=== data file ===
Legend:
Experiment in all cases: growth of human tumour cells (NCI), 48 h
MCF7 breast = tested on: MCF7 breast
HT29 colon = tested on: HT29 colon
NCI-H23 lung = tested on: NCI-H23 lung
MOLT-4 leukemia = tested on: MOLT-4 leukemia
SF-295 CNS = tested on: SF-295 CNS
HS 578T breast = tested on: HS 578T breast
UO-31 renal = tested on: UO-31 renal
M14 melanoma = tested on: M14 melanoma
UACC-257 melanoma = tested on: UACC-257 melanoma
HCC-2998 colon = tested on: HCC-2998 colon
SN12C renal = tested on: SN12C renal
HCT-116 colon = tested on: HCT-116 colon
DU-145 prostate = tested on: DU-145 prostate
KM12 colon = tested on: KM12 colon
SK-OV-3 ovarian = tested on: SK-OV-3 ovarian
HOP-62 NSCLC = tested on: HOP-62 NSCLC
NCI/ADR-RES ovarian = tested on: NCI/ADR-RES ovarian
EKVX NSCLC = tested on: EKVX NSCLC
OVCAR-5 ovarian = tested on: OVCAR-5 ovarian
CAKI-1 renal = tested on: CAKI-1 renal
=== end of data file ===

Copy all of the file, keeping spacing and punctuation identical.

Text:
Legend:
Experiment in all cases: growth of human tumour cells (NCI), 48 h
MCF7 breast = tested on: MCF7 breast
HT29 colon = tested on: HT29 colon
NCI-H23 lung = tested on: NCI-H23 lung
MOLT-4 leukemia = tested on: MOLT-4 leukemia
SF-295 CNS = tested on: SF-295 CNS
HS 578T breast = tested on: HS 578T breast
UO-31 renal = tested on: UO-31 renal
M14 melanoma = tested on: M14 melanoma
UACC-257 melanoma = tested on: UACC-257 melanoma
HCC-2998 colon = tested on: HCC-2998 colon
SN12C renal = tested on: SN12C renal
HCT-116 colon = tested on: HCT-116 colon
DU-145 prostate = tested on: DU-145 prostate
KM12 colon = tested on: KM12 colon
SK-OV-3 ovarian = tested on: SK-OV-3 ovarian
HOP-62 NSCLC = tested on: HOP-62 NSCLC
NCI/ADR-RES ovarian = tested on: NCI/ADR-RES ovarian
EKVX NSCLC = tested on: EKVX NSCLC
OVCAR-5 ovarian = tested on: OVCAR-5 ovarian
CAKI-1 renal = tested on: CAKI-1 renal